Wednesday, January 31, 2007

Understanding Economics: Prices

One of the key features of any modern economy is the existence of prices. Prices are expressed in units of money. The existence of money allows us to quantify value.

Where do prices come from? Why are they what they are? In a free market, both buyer and seller must agree to a price for a transaction to take place. Buyers naturally want to pay as little as possible, while sellers naturally want to be paid as much as possible. A transaction will only occur if both believe they will benefit. Thus the price of an object must be between its values to the buyer and seller. This is what determines prices.

But don't businesses set prices? It's true that a business can try to sell an object for whatever price it wants. But if they set its price too high, no one will buy it, and if they persist, they will go out of business. If they set the price too low, they will lose money on each sale, and if they persist, they will go out of business. Prices are not arbitrary, they are a reflection of reality.

Why do prices change? They change in response to changing circumstances. They are a reflection of supply and demand. If a price increases, then either the supply decreased or the demand increased (or both). If a price decreases, then either the supply increased or the demand decreased.

Prices convey information. Nobody--not buyers, sellers, businessmen, economists, politicians, or bureaucrats--can fully understand all the factors that make a price what it is. Each price is the result of millions, if not billions, of pieces of information about the desires of consumers and the availability of an object.

One of the most appealing notions to many people over the years is that government can "control" prices by passing laws. Thus "price controls" mandate the price of a given object. Price controls work by banning transactions that both buyer and seller freely agree to.

But prices are not arbitrary. If the mandated price is set below the market price, the demand for an object will outstrip the supply, and there will be a shortage. If the mandated price is set above the market price, the supply of an object will exceed the demand, and there will be a surplus.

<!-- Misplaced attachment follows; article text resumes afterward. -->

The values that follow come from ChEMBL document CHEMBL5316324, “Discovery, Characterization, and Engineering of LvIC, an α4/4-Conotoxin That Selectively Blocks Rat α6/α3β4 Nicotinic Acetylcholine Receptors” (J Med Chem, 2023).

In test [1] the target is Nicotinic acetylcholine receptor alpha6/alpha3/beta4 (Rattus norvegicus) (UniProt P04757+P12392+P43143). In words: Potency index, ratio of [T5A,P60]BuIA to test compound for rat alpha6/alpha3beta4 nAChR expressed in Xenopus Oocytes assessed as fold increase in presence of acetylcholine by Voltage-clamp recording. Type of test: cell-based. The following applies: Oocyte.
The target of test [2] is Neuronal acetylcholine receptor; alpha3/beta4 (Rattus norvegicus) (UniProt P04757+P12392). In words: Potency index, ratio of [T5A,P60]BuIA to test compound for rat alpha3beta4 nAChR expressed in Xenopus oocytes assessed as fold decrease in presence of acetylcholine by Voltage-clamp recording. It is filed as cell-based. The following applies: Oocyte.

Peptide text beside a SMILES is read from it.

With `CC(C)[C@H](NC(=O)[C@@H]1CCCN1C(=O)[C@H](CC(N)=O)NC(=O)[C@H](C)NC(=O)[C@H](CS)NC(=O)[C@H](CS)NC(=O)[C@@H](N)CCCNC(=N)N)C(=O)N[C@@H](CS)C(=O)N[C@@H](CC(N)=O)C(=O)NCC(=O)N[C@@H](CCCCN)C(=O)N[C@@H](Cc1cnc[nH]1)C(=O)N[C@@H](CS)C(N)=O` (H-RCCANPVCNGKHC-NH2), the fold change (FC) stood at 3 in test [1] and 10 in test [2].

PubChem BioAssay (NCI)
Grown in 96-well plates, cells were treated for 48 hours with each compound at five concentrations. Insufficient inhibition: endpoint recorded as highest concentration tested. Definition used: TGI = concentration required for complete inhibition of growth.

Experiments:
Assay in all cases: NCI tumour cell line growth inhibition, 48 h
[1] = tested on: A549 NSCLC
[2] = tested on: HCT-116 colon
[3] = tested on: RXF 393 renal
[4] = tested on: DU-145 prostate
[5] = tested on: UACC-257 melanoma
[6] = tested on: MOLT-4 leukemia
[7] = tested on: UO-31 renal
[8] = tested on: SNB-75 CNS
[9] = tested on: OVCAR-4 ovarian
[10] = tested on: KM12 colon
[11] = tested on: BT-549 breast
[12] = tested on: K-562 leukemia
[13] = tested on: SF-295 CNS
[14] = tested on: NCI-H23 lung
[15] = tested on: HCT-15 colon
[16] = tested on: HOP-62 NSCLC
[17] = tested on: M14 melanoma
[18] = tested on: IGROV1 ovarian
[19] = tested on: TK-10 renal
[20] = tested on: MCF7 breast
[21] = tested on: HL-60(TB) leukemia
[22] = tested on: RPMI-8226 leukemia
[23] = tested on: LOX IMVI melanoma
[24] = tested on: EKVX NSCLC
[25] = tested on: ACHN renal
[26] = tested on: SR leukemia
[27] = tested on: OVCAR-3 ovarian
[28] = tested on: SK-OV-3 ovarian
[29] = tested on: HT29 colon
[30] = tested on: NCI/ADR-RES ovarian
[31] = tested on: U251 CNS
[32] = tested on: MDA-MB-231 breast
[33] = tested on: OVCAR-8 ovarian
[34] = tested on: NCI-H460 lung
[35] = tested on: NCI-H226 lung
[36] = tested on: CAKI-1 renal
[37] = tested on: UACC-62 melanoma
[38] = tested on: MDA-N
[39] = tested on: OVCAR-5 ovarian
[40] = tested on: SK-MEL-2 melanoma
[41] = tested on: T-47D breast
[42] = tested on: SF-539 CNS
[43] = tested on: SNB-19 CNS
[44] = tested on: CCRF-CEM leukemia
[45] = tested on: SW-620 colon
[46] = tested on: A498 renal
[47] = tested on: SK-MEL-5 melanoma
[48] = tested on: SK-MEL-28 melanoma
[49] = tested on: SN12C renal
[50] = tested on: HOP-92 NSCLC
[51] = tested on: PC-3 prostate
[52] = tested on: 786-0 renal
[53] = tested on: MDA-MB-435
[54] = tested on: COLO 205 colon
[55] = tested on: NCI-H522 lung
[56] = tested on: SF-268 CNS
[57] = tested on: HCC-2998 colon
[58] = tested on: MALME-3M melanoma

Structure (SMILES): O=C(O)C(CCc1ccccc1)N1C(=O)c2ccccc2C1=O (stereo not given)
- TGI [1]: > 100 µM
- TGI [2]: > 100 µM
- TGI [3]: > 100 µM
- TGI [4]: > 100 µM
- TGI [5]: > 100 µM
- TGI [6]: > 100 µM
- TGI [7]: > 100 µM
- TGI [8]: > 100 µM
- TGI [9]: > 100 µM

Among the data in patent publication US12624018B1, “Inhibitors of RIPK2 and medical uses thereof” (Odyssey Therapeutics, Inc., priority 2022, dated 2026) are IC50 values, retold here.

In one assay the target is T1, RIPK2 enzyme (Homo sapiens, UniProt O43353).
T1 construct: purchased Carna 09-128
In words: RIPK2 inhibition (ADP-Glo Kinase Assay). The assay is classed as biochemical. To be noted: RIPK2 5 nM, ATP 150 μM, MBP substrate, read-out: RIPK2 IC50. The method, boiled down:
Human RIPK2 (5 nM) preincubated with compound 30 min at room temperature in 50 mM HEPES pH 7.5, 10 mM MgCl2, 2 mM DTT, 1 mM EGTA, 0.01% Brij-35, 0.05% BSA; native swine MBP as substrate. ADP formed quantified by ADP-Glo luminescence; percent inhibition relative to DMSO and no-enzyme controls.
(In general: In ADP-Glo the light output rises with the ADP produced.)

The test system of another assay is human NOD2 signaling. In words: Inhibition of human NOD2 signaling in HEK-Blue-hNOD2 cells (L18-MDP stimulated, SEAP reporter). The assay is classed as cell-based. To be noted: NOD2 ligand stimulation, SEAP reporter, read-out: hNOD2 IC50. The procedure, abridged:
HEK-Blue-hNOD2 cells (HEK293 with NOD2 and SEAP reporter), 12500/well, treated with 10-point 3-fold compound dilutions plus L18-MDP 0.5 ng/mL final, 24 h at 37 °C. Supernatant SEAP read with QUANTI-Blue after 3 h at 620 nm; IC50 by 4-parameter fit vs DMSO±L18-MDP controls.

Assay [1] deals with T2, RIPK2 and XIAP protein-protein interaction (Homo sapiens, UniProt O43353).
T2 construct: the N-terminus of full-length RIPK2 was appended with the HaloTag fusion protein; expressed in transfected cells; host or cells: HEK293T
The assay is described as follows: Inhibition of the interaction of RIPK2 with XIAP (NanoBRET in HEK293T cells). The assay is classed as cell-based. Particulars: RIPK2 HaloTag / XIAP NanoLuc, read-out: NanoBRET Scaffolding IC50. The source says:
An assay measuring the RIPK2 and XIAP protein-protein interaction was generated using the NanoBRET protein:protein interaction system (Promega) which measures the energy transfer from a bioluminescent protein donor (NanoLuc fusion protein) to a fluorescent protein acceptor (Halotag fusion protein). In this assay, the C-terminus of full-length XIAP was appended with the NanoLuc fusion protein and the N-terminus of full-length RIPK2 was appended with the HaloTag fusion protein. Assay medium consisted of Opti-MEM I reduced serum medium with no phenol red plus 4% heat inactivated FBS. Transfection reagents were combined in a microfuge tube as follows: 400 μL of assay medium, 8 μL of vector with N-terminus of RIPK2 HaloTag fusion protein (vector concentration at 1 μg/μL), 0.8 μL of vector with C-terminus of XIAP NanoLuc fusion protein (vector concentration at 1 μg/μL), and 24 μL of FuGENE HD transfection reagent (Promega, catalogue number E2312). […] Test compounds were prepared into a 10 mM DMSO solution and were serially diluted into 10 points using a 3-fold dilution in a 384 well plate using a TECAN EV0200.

Much the same thing is accomplished by price floors and ceilings, which mandate minimum and maximum prices, respectively. This is provided that they are above or below the market price, respectively.

Probably the most popular type of price control is the price floor known as the minimum wage. The economic analysis above shows that such laws reduce the demand for labor when the "minimum wage" is set above the market price.

The lack of understanding of the origin of prices makes people easy targets for demagoguery. One example in recent years is "price gouging," which generally refers to a significant increase in prices following a disaster of some sort. Economic analysis shows that in a free market, higher prices are the result of decreased supply, increased demand, or both. This is exactly what happens in a disaster. Nobody likes paying higher prices, but they are a reflection of the reality following the disaster. Attempting to "control" such prices leads to shortages, as described above.

Increasing the money supply results in a general increase in prices, which can be blamed on businessmen, rather than government, the true culprit.

2 comments:

Anonymous said...

Are we doing anything for the state republican convention next friday?

The Blogger formally known as Anonymous said...

This was a simple and decent analysis except for the jab at the end. Please see the comments to the posting about money for needed corrections to Allan's conceptions about the role of money in society.